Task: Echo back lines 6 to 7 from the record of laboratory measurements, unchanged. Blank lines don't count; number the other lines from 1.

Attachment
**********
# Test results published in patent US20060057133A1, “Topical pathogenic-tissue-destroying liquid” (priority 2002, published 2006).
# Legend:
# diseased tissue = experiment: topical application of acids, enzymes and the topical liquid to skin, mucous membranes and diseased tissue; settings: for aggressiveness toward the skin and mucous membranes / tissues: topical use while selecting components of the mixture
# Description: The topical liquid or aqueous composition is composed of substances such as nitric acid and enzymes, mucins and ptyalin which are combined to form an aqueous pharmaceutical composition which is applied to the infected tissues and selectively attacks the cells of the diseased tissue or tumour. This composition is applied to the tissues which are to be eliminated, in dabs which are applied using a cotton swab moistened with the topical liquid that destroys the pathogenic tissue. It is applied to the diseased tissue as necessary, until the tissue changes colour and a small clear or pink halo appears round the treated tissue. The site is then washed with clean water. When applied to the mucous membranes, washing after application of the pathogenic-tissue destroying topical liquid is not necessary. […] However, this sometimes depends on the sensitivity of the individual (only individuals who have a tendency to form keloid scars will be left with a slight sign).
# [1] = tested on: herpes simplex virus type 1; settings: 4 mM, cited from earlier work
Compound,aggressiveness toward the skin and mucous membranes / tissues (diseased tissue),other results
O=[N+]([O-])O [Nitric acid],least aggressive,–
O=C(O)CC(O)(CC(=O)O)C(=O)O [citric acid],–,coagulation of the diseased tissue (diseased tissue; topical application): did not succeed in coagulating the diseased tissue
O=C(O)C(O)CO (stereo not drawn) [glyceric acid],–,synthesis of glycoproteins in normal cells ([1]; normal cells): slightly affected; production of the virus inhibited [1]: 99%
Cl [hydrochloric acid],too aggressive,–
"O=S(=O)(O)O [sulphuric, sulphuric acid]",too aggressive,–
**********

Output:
Compound,aggressiveness toward the skin and mucous membranes / tissues (diseased tissue),other results
O=[N+]([O-])O [Nitric acid],least aggressive,–